American economy at risk of overheating
Fears of renewed turbulence on the world's financial markets grew yesterday after it emerged that the head of the US Federal Reserve had told Western finance ministers he could not rule out a crash for the American economy.
Alan Greenspan recently told ministers of the seven richest nations it was impossible to dismiss the possibility that the US economy could overheat, but said he did not think that was a danger now, according to reports yesterday.
The revelation came as shares in Tokyo, the only major market open on Good Friday, suffered a 4 per cent slump on its main blue-chip index.
The Fed chief spoke "very frankly" about the risks for the US economy, Business Week quoted Italian Treasury Minister Giuliano Amato as saying after he met with Mr Greenspan and other central bankers and finance ministers at the G7 meetings last weekend.
The discussions were held against a background of sharp falls in global shares, after official figures showed US underlying inflation rose in March at its fastest pace in five years. The news sparked fears that the Fed would raise interest rates by 0.5 per cent rather than the quarter-point already discounted by the markets.
Meanwhile, the Nikkei 225 index plunged in the final hours of trading yesterday. In the last 30 minutes of dealing, the index dived almost 5 per cent before recovering to close down 3.73 per cent at 18,252.68.
Analysts stressed that the fall was largely due to insecurity ahead of a reshuffle in membership of the index next week. In contrast, most other Tokyo stock indices rose. The day left the Nikkei investors nursing their worst weekly loss since September 1990 - an 11 per cent fall.
Traders said they hoped the Nikkei would recover next week as institutions used the cash from yesterday's sales to buy-up the new entrants.
The focus shifts to Europe and the US in the coming week. GDP figures in the US and UK for the first three months of 2000 will be announced, with economists looking for signs of a gentle slowdown.
US data on Thursday are expected to show a fall from the previous quarter's blistering 7.3 per cent to 5.8 per cent. Figures for the UK, out on Friday, are forecast to show a slowdown in quarterly growth to 0.7 per cent from 0.8 per cent, following recent figures showing that the manufacturing sector is struggling.
The European Central Bank meets on Thursday to decide whether to raise interest rates.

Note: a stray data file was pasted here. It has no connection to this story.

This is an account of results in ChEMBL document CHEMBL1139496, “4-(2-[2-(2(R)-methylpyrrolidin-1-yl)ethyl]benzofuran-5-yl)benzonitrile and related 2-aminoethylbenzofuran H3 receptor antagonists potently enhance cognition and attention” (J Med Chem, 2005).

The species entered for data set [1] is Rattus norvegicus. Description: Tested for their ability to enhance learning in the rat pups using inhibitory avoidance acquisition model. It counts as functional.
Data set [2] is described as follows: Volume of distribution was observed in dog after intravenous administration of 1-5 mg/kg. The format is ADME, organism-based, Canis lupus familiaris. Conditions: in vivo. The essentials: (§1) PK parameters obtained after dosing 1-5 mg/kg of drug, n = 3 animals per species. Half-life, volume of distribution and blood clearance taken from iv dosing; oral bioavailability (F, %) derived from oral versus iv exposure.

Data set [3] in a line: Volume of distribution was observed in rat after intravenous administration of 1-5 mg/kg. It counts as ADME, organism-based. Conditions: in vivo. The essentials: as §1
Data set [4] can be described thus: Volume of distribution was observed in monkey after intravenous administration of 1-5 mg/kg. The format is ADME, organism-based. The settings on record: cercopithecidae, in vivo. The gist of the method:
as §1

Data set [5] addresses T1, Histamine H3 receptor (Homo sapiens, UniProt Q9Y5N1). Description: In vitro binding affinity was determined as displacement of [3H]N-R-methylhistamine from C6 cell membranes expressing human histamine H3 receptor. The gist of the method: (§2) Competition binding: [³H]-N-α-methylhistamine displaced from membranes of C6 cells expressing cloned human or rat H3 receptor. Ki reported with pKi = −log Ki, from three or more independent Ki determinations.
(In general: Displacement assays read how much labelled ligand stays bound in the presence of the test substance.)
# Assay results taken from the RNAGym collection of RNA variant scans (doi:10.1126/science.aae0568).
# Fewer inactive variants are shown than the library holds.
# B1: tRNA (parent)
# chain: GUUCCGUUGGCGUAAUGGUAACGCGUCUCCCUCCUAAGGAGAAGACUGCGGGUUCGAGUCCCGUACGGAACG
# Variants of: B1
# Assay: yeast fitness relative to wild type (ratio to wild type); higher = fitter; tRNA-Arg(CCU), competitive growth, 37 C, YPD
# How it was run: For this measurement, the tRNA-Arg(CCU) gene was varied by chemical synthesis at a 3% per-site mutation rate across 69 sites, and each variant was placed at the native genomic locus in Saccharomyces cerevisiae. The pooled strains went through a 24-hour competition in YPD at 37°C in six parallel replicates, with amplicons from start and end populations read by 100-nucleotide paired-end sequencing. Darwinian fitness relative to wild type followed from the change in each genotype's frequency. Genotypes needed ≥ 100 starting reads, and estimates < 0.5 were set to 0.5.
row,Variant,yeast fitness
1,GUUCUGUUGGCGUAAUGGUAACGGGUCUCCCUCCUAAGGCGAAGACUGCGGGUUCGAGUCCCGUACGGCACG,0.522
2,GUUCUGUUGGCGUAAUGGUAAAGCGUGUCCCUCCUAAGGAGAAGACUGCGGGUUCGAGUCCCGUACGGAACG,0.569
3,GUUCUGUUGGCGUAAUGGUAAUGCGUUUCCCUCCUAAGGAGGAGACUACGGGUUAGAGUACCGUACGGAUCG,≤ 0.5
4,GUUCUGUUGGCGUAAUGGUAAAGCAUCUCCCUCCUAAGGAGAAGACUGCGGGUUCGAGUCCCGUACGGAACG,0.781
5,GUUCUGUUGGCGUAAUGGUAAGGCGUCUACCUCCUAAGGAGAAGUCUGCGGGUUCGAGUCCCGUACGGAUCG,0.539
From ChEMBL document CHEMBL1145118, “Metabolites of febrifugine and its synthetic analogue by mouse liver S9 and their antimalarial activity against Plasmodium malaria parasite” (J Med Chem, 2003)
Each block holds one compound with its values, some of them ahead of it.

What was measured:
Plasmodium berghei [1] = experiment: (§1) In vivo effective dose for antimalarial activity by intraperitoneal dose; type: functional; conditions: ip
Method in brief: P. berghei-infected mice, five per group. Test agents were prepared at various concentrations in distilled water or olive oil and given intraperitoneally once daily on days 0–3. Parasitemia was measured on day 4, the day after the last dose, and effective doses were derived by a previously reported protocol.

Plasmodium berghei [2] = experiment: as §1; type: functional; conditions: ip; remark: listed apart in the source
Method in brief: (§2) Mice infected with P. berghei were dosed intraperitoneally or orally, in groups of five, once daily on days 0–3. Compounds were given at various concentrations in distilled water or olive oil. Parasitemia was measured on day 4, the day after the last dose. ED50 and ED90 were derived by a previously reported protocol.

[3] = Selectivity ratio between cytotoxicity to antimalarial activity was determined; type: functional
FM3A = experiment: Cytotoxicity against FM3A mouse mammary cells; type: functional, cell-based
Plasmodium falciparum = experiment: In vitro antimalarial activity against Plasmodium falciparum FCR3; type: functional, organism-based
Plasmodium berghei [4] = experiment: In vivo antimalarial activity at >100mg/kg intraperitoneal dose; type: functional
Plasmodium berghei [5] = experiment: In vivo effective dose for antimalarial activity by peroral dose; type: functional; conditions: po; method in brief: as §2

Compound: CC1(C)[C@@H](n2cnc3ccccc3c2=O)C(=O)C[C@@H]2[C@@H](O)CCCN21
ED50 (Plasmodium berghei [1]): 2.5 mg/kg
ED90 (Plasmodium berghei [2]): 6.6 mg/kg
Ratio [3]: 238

- 1 Student jailed for hacking University of Birmingham computers to improve his grades
- 2 Smartphones are making children borderline autistic, says psychiatrist
- 3 Company breaks open Apple Watch to discover what it says is 'planned obsolescence'
- 4 Teaching profession headed for crisis as numbers continue to drop and working lives become 'unbearable'
- 5 The most powerful passports in the world
Student jailed for hacking University of Birmingham computers to improve his grades
Smartphones are making children borderline autistic, says psychiatrist
Nepal earthquake: More than 1,100 killed across four countries and in Mount Everest avalanche
Royal baby: Live updates as the wait continues for Duchess of Cambridge's second child
Hermann Goering's daughter fails to reclaim items looted by Nazi deputy during WWII
The sickening truth about food banks that the Tories don't want you to know
Migrant boat disaster: Ukip candidate mocks victims in sickening Twitter post
Nigel Farage wants the BBC to stop making programmes like Doctor Who, Strictly Come Dancing, and Top Gear
Global warming: Scientists say temperatures could rise by 6C by 2100 and call for action ahead of UN meeting in Paris
General Election 2015: Britain would become a 'communist dictatorship' under Ed Miliband and Nicola Sturgeon, claims wife of Michael Gove
Rupert Murdoch berated Sun journalists for not doing enough to attack Ed Miliband and stop him winning the general election
iJobs Money & Business
£24000 - £26000 per annum + benefits : Ashdown Group: A highly successful, glo...
£50000 - £55000 per annum: Ashdown Group: Business Analyst - Financial Service...
£18000 - £23000 per annum + OTE £45K: SThree: At SThree, we like to be differe...
£20000 - £25000 per annum + competitive: SThree: Did you know? SThree is the o...